Arthur Jones

Arthur Jones



Arthur Jones was a prominent American film director and producer. He was born in Los Angeles, California in 1904 and was raised in Hollywood.

In the early 1920s, Jones began his career in entertainment as a vaudeville performer, and soon after he began working as a stage manager and eventually a director. He spent a lot of time at the studios of Columbia Pictures and Warner Brothers, and eventually made his way to Universal Pictures. It was at Universal that he directed his first feature film, the silent comedy “The Honeymoon Express” in 1925.

Jones went on to direct several more silent films, such as “The Campus Vamp” (1926), “The Flying Fleet” (1929), and “The Girl from Everywhere” (1929). He was also well known for his contributions to the early horror genre, directing such films as “The Cat and the Canary” (1927) and “The Invisible Ray” (1936).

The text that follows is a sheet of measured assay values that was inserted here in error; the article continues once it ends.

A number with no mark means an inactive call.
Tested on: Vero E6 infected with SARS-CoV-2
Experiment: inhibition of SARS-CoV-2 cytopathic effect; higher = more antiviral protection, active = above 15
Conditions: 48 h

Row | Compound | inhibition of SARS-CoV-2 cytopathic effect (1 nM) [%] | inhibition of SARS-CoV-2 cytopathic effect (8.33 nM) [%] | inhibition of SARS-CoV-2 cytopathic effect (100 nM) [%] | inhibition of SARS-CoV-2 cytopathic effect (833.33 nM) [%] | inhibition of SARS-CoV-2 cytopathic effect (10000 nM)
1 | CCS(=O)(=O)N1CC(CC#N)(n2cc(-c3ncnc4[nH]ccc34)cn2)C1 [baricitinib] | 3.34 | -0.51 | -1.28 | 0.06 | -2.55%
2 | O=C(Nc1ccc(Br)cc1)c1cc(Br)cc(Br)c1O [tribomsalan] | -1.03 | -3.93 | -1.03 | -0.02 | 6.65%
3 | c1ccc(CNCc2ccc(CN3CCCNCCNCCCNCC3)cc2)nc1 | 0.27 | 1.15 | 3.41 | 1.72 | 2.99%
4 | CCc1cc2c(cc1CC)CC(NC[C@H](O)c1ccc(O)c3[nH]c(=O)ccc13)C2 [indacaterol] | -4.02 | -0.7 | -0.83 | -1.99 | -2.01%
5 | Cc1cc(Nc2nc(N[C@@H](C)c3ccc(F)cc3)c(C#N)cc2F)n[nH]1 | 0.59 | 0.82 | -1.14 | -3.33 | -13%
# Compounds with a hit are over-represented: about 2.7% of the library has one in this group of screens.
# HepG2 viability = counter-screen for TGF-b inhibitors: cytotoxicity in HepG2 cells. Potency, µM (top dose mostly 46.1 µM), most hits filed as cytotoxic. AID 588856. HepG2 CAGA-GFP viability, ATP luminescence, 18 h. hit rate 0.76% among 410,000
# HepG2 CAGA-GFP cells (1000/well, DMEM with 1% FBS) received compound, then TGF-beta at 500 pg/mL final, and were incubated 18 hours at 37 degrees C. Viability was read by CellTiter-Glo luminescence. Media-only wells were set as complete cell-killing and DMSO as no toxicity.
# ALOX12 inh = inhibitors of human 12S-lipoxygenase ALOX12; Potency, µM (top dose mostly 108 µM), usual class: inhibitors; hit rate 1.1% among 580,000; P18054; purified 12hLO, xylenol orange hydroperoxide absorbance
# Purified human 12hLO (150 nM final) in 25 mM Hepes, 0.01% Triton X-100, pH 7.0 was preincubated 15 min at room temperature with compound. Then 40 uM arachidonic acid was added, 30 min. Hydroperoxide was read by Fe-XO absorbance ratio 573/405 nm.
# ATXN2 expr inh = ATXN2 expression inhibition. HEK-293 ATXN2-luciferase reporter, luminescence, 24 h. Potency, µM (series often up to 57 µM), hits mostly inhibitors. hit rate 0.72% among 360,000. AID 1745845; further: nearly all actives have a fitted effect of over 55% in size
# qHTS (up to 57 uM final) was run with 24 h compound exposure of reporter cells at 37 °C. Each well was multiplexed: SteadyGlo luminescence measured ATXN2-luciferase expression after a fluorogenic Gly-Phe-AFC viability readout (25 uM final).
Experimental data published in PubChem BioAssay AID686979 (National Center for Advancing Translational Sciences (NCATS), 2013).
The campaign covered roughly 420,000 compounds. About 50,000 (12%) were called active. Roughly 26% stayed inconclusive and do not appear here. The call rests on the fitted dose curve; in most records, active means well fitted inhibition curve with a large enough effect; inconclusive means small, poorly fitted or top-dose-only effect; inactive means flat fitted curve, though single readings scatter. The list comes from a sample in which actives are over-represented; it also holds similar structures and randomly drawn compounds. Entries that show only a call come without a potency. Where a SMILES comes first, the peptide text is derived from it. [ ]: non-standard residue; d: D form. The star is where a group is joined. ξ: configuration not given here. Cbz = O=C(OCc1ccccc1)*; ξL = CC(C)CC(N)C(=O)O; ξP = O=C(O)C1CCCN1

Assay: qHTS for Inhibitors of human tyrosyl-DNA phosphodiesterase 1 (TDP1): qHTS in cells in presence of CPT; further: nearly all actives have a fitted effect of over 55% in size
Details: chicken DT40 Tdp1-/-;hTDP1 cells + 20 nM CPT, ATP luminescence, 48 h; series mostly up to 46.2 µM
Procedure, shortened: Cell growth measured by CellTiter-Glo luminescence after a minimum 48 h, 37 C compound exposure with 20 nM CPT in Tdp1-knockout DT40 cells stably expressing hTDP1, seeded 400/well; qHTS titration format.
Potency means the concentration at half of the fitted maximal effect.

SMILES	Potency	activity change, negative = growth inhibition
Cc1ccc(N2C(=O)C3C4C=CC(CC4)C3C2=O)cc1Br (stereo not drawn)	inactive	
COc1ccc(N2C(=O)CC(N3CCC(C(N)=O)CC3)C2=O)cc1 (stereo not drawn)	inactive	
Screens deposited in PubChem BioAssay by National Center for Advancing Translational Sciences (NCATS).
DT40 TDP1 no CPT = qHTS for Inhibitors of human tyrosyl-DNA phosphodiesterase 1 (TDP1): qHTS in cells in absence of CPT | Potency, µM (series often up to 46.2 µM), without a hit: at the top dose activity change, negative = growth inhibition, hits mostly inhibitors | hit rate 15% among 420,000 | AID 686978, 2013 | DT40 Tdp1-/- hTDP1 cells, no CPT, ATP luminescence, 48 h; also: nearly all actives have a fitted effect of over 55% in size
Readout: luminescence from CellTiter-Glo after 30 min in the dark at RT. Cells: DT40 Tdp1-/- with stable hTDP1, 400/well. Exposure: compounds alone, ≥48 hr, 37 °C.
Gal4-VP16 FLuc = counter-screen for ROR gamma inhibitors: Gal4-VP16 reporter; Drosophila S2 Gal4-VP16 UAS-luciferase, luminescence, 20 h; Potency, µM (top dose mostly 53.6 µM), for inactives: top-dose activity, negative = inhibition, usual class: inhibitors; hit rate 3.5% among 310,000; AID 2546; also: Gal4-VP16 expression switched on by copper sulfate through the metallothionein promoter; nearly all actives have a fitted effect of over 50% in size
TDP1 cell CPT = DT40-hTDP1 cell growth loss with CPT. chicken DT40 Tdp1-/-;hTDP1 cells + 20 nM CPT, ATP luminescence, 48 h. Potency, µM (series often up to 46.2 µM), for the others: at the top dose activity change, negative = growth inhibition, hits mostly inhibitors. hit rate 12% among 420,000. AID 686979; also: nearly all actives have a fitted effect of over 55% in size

In the late 1930s, Jones began to move away from directing and more into producing. He was one of the original founders of the Academy of Motion Picture Arts and Sciences, and was involved with many of the major motion pictures of the era, such as “Gone with the Wind” (1939) and “The Wizard of Oz” (1939).

In 1944, Jones was hired as a producer for MGM, and he went on to produce some of the biggest films of the 1940s and 1950s, including “Anchors Aweigh” (1945), “The Asphalt Jungle” (1950), and “The Bad and the Beautiful” (1952).

Throughout his career, Jones was nominated for five Academy Awards and won one for Best Picture for “The Bad and the Beautiful”. He was also the recipient of the Irving G. Thalberg Memorial Award in 1957.

Jones passed away in 1959 at the age of 55, leaving behind a legacy of some of the most iconic films of the 20th century. He was inducted into the Hollywood Walk of Fame in 1962, and his contributions to the entertainment industry have been remembered for decades.

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